As John Lee would say, boogie, chillen…

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Bye Bye Johnny

For this Sunday morning music, it’s got to be Chuck.

The great Chuck Berry died yesterday at the age of 90. In the Pantheon of the gods of rock and roll, Chuck is without a doubt the true father of the genre, the wellspring that fed all others. His music is practically written in our DNA and permeates our culture. It is part and parcel of who we are.

You might think you can’t name a Chuck Berry song but I will bet that you know at least a dozen. In fact, one of his greatest hit albums is called The Great Twenty-Eight and almost every song on it is a rock and roll classic. When that sound comes out of the speaker it is instantly familiar and distinct. You may not have heard the song for forty years but you know the words and melody instinctively.

Oh, you know it.

Like many people, I have probably taken Chuck Berry for granted for many years now. But now that he’s gone I feel a definite sense of loss.  Maybe it’s that we are in a period of time where we are struggling for a definition of who we really are as a people, where we seem poised at a juncture that will take us in two very different directions. He was that part of America that drew people here with his Everyman point of view and a sound that was forever young and vigorous.

So, like I said, this morning it’s got to be Chuck. I’ve been listening for about an hour and a half to Chuck and can’t even come close to choosing. I listen to one and go, “Oh, Yeah!” then I hear the next song and do it again. So I’m playing two that just feel good to me. One is Back in the USA and the second is Havana Moon, a quieter, moody song from Chuck that just clicks for me.

Have a good day and if the spirit hits you, as Chuck might say, let it rock.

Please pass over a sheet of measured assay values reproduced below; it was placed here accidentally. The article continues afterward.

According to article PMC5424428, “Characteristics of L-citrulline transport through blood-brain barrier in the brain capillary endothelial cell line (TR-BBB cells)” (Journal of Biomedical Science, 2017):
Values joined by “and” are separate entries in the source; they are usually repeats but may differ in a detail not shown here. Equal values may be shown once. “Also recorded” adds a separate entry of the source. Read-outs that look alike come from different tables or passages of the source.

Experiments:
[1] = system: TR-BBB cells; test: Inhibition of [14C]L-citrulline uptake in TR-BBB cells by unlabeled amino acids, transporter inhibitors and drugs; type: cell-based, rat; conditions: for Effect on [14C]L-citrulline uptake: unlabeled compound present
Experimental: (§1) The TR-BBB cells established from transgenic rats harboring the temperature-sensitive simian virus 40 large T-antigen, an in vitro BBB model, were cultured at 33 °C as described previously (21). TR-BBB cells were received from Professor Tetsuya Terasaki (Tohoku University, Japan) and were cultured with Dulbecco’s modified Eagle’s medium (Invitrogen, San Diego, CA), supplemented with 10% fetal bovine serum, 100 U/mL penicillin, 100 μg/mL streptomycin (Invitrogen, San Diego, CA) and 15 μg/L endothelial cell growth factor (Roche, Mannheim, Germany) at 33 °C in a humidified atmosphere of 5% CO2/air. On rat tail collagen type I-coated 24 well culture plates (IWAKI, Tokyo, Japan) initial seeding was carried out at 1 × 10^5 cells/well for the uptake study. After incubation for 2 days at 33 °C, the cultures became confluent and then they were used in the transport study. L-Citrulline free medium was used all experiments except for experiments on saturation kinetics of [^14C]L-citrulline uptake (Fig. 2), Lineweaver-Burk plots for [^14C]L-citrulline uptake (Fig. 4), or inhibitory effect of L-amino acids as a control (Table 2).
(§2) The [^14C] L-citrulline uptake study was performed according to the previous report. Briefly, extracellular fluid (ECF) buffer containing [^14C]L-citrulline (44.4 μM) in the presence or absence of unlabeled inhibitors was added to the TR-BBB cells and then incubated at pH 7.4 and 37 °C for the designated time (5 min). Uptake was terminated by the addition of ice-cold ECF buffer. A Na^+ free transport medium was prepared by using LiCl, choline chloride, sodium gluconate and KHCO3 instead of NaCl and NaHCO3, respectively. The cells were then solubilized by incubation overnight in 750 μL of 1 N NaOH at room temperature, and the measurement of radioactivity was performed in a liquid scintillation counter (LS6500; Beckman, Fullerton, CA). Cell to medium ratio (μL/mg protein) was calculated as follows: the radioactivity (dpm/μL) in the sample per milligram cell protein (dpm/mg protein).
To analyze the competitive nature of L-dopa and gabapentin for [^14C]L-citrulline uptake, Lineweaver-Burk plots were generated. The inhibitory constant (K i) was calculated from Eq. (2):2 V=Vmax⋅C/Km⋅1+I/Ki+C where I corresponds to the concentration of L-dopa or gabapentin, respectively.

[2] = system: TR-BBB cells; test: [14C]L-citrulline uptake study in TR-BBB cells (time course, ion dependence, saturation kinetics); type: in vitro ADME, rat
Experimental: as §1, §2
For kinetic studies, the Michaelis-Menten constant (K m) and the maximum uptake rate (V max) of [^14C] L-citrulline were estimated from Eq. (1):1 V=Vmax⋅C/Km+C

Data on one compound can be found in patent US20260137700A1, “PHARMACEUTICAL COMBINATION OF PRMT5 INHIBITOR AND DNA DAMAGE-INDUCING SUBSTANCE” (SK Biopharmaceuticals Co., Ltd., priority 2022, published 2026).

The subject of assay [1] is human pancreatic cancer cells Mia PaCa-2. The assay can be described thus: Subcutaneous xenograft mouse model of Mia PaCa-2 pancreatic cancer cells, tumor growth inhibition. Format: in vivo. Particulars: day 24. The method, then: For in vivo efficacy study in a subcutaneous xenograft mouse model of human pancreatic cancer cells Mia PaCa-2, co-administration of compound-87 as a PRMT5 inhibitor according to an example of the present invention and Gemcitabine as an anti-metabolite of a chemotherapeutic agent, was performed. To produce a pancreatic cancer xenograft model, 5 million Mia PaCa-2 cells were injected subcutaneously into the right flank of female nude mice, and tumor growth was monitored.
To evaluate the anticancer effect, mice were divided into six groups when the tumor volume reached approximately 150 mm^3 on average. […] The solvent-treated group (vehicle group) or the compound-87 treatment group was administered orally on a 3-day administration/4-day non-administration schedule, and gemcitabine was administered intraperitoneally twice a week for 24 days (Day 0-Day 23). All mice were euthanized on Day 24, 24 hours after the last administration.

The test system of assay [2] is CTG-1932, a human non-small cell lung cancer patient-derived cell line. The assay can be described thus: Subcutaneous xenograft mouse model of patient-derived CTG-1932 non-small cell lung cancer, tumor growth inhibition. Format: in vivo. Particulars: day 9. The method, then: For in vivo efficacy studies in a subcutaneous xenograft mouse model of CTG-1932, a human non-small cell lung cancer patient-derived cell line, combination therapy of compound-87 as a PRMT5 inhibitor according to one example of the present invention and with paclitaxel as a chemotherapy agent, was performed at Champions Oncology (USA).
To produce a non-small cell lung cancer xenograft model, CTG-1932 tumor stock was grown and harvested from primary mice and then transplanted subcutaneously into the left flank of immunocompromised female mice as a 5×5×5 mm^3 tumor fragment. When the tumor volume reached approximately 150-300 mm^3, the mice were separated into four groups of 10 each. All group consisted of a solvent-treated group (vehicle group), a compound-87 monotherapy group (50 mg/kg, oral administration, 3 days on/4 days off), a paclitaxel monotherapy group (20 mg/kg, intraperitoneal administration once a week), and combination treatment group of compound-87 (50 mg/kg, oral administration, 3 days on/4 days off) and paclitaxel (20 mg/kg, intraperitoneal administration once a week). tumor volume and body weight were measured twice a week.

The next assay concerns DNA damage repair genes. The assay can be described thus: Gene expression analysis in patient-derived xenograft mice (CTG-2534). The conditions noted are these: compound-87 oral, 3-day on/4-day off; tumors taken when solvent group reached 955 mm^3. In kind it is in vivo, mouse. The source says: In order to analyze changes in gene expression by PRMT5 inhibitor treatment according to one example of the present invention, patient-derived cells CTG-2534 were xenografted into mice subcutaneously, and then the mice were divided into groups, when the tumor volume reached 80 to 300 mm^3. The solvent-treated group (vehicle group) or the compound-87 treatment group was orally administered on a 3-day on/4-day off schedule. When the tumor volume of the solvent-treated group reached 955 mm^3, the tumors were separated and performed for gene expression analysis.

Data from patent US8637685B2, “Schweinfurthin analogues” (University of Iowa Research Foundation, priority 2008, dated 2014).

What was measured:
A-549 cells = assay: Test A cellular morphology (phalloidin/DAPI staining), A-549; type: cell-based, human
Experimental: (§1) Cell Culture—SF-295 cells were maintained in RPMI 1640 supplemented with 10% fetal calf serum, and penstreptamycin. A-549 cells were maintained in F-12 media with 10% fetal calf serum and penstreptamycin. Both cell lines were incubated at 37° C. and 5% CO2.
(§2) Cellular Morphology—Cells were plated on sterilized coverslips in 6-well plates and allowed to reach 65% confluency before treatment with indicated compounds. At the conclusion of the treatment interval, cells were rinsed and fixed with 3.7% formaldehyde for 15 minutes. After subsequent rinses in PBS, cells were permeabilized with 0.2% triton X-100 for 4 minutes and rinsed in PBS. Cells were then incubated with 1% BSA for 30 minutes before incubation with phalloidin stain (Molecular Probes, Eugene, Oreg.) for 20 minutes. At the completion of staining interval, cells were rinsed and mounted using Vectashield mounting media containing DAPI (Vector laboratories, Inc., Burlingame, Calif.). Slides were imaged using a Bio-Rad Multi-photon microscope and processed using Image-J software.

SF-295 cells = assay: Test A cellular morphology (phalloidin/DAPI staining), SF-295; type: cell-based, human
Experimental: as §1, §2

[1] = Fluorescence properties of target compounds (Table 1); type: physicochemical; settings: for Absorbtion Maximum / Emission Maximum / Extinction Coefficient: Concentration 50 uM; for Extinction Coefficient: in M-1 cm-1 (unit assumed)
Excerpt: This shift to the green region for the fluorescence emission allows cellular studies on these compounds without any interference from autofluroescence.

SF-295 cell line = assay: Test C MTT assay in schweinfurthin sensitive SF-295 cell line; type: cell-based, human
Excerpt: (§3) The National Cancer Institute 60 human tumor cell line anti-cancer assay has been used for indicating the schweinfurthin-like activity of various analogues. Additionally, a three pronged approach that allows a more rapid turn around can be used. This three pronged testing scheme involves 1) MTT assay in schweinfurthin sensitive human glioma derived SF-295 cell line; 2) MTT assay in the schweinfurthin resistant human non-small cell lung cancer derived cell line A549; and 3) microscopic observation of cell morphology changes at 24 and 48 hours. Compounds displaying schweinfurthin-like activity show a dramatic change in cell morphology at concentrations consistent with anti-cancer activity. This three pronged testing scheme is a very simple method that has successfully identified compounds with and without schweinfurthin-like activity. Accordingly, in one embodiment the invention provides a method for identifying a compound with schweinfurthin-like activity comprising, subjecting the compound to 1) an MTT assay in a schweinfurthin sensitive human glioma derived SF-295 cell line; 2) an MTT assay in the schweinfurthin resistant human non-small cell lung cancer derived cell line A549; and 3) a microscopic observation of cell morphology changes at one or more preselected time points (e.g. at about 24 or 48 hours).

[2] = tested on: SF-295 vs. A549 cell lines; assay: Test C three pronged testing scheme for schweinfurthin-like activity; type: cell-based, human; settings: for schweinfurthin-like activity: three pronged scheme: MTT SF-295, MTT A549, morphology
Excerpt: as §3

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Last week I shared a couple of videos of the paintings of Edward Hopper set to music.  I thought that I’d do the same this week for  the work of another of my favorites, the great American Regionalist painter Thomas Hart Benton.

I’ve always loved the rhythm and movement of the elements in Benton’s paintings, in even his most remote landscapes.  They seem to be filled with potential energy and the landscape becomes a living, breathing figurative element in his work.  That is a trait that I try to emulate in my own work.

This video features his paintings set to the music of late American composer Walter Piston‘s Symphony #6, Movement #4 as performed by the St. Louis Symphony Orchestra as directed by Leonard Slatkin.  It has that sound of youth, motion, and energy that is often associated with America in the late 19th/early 20th century.  Plus it has Benton’s work.

Good stuff…

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Another Sunday morning which means it’s time for a little music.  I thought that for this week’s choice I would go with something a little further off the beaten track, going all the way up to Regina, Saskatchewan to grab this tune from the group The Dead South.

The song, In Hell I’ll Be In Good Company, is a song that I stumbled across awhile ago.  I thought it was catchy and found the video engaging and fun.  I’ve listened to it several times since and thought it would be a good song for today.

The accompanying painting is titled Confession and is from my Outlaws series.  It’s hard to believe that it’s been over a decade since that group was painted.  It was a relatively small and short lived series but I find myself going back to this group on a regular basis.  Sometimes it’s just to look at the imagery and other times it’s to see how the narrative that I see in the image has changed over time.

There are pieces in the group where the narrative remains constant and others like this piece are a bit more ambiguous and open to new interpretations. This little painting always make me think.

Anyway, take look, give a listen and don’t worry if you think you’re going to Hell– there will be plenty of good company. Have a good day.

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I am really busy today. I am working on a bigger piece that I started late yesterday. There are just a lot of things percolating and I really want to get at it this morning.  I’ve been at this long enough that I know this is a time of which I need to take advantage.

The Muses come in fleeting moments and rarely, if ever, stick around for you if you don’t give them the attention and the time that they demand.

So while I go back to work I thought I would share a nice video of  Edward Hopper landscapes and cityscapes set to music. The maker of the video didn’t credit the music but I was able to discover that it is a solo piano cover of Pink Floyd’s Wish You Were Here from musician Steven Garreda.  It’s a really nice fit for the contemplative quiet of the Hoppers.

I’m back to work but please enjoy.